Labour's John McDonnell has blamed a campaign "dominated by Brexit" for a predicted poor performance by Labour in the election.
The shadow chancellor said his party had been hoping "other issues would cut through".
A BBC/ITV/Sky exit poll put Labour on 191 seats, which would be its worst result since 1935.
But others within the Labour Party blamed Jeremy Corbyn's leadership for its projected performance.
The first general election results were announced before midnight.
In one of the first seats to declare, the Conservatives took Blyth Valley in Northumberland. It had been a Labour seat since its creation in 1950.
The exit poll predicts the Tories will have a majority of 86 in Parliament. The final result is expected to be known by Friday lunchtime.
During the campaign, Labour promised to renegotiate Prime Minister Boris Johnson's Brexit deal with the EU, and then put it to a referendum vote alongside the option of remaining in the EU.
That position could come under criticism, with the exit poll suggesting Labour would lose a number of seats to the Conservatives in areas that voted to Leave during the 2016 referendum.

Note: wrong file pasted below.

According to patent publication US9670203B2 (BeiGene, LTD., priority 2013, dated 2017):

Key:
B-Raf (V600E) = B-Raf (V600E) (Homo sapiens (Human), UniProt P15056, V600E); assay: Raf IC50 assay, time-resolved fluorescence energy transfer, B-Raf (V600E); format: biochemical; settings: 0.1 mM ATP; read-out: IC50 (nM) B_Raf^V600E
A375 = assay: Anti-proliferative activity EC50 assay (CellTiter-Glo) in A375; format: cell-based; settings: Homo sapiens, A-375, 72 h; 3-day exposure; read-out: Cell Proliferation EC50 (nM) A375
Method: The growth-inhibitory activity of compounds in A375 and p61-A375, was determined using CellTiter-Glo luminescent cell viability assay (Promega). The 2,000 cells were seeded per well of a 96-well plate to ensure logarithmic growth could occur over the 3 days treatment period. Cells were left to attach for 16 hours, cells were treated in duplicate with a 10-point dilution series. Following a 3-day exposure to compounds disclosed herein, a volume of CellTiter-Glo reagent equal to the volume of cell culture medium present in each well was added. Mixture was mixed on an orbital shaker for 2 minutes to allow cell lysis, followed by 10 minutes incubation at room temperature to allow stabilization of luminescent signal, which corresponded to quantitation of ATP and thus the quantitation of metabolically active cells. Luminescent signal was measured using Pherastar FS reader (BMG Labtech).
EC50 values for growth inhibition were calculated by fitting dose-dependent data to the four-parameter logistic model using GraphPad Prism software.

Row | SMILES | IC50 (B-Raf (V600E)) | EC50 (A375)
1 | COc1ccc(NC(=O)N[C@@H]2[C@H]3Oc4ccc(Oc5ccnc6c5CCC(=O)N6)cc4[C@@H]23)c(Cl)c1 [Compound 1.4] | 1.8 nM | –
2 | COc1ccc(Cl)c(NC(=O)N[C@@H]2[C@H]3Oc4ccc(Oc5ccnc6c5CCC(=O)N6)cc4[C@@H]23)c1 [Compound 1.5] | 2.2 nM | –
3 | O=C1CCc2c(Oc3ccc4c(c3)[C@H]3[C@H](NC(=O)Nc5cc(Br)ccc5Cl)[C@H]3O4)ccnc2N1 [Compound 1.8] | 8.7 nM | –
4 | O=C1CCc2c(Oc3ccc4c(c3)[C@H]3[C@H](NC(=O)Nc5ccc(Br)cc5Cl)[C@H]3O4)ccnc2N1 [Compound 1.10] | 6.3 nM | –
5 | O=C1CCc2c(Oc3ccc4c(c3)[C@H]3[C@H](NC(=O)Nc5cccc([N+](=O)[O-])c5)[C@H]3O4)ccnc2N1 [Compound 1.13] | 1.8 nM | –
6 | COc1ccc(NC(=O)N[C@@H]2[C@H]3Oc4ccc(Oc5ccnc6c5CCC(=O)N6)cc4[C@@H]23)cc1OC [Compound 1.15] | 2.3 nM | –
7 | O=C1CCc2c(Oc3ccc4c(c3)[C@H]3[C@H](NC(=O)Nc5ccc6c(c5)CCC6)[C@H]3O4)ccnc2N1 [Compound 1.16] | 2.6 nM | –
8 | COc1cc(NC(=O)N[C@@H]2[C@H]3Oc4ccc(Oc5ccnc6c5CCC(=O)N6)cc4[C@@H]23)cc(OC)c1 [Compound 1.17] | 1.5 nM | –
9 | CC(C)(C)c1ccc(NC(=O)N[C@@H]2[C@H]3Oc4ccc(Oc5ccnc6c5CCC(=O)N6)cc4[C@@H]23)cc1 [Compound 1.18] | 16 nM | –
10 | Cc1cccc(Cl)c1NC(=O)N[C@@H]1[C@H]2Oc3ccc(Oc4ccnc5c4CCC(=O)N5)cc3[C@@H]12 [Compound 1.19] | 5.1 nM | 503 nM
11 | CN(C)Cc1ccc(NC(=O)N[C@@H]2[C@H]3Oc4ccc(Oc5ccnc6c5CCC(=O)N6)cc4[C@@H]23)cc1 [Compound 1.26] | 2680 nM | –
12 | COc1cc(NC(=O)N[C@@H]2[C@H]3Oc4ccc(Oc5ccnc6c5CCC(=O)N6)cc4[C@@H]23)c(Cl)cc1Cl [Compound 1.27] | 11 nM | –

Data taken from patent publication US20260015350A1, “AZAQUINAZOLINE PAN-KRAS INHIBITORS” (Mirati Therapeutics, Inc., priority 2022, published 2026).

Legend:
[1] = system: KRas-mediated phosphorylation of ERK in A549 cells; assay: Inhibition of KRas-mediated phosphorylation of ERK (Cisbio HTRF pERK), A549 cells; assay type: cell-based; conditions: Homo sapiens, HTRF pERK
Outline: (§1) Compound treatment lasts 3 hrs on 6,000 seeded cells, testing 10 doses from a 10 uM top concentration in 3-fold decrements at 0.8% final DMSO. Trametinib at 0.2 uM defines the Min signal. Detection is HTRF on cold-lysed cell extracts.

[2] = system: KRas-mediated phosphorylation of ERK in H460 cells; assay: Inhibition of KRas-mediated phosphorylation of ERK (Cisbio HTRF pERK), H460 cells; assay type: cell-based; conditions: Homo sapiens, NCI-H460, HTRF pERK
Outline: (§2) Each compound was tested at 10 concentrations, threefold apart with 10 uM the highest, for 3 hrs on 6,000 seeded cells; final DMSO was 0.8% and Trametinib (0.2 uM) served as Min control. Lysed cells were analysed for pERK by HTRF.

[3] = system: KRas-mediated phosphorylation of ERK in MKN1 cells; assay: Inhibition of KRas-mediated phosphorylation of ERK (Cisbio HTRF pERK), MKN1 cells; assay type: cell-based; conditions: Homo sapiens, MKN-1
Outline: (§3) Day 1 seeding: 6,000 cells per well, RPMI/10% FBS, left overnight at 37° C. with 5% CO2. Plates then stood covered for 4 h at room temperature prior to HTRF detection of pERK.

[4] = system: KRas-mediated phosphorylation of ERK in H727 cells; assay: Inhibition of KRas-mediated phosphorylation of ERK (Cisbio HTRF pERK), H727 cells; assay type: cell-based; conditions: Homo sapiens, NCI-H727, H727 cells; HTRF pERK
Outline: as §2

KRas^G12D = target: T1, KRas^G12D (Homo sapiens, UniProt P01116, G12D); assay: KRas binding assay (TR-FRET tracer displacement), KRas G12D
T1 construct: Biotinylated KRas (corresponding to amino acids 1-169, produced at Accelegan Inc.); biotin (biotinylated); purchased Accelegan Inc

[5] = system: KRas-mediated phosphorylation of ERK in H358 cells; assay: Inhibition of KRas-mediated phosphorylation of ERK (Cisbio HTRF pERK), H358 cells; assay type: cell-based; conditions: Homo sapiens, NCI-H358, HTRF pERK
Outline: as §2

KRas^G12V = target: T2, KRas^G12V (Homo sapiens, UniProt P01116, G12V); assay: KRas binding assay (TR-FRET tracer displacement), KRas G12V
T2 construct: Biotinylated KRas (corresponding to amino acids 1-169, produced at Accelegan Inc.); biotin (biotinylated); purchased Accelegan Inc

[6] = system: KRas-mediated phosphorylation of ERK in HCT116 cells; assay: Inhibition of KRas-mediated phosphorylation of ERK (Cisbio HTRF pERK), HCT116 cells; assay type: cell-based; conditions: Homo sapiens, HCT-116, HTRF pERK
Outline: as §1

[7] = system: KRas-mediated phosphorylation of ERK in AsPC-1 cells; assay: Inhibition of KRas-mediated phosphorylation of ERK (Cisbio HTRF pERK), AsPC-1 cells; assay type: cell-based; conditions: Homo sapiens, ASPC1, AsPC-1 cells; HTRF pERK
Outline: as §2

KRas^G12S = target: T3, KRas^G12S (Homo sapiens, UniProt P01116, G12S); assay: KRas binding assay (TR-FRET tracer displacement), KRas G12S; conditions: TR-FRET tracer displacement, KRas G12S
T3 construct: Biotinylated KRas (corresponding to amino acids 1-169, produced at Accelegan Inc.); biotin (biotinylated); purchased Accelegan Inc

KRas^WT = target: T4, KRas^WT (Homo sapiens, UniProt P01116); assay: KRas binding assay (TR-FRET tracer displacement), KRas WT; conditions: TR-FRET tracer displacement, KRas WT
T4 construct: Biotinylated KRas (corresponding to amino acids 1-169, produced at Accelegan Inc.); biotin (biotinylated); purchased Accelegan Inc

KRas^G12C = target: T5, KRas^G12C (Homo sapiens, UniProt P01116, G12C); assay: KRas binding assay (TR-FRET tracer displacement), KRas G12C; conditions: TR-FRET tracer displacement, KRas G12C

Speaking to the BBC, Mr McDonnell said if the exit poll is correct, it would be an "extremely disappointing" result for his party.
"I thought it would be closer. I think most people thought the polls were narrowing," he said.
He added that he did not think Mr Corbyn's leadership of the party was "the big issue" of the campaign, but rather the issue of Brexit had "dominated".
Asked if Mr Corbyn should resign if the prediction is borne out, he said "appropriate decisions" would be taken when the results were in.
But former Labour home secretary Alan Johnson said Mr Corbyn's unpopularity was a factor in Labour's forecast losses.
He told ITV News: "It's Corbyn. We knew that in Parliament."
"We knew he was incapable of leading, we knew he was worse than useless at all the qualities you need to lead a political party."
Ian Murray, Labour's candidate in Edinburgh South, tweeted: "Every door I knocked on, and my team and I spoke to 11,000 people, mentioned Corbyn."
"Not Brexit but Corbyn. I've been saying this for years. The outcome is that we've let the country down and we must change course and fast."